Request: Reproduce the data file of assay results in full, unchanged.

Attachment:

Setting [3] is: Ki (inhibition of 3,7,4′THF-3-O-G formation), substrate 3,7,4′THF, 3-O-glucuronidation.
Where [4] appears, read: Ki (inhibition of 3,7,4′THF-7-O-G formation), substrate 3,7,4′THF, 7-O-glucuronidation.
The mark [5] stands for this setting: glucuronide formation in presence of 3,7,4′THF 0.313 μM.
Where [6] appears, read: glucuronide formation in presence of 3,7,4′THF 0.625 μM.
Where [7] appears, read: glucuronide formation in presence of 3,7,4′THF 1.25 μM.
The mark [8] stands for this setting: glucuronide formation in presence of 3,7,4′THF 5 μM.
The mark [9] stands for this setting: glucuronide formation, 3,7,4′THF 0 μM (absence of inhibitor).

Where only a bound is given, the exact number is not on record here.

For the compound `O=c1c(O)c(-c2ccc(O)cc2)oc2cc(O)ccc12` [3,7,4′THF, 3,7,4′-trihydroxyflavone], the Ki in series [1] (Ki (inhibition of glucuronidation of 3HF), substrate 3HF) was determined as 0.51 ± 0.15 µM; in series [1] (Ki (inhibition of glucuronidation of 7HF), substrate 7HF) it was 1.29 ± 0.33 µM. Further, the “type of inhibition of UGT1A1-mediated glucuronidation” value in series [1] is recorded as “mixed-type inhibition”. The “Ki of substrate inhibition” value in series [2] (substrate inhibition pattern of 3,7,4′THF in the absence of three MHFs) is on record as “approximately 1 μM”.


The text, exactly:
Setting [3] is: Ki (inhibition of 3,7,4′THF-3-O-G formation), substrate 3,7,4′THF, 3-O-glucuronidation.
Where [4] appears, read: Ki (inhibition of 3,7,4′THF-7-O-G formation), substrate 3,7,4′THF, 7-O-glucuronidation.
The mark [5] stands for this setting: glucuronide formation in presence of 3,7,4′THF 0.313 μM.
Where [6] appears, read: glucuronide formation in presence of 3,7,4′THF 0.625 μM.
Where [7] appears, read: glucuronide formation in presence of 3,7,4′THF 1.25 μM.
The mark [8] stands for this setting: glucuronide formation in presence of 3,7,4′THF 5 μM.
The mark [9] stands for this setting: glucuronide formation, 3,7,4′THF 0 μM (absence of inhibitor).

Where only a bound is given, the exact number is not on record here.

For the compound `O=c1c(O)c(-c2ccc(O)cc2)oc2cc(O)ccc12` [3,7,4′THF, 3,7,4′-trihydroxyflavone], the Ki in series [1] (Ki (inhibition of glucuronidation of 3HF), substrate 3HF) was determined as 0.51 ± 0.15 µM; in series [1] (Ki (inhibition of glucuronidation of 7HF), substrate 7HF) it was 1.29 ± 0.33 µM. Further, the “type of inhibition of UGT1A1-mediated glucuronidation” value in series [1] is recorded as “mixed-type inhibition”. The “Ki of substrate inhibition” value in series [2] (substrate inhibition pattern of 3,7,4′THF in the absence of three MHFs) is on record as “approximately 1 μM”.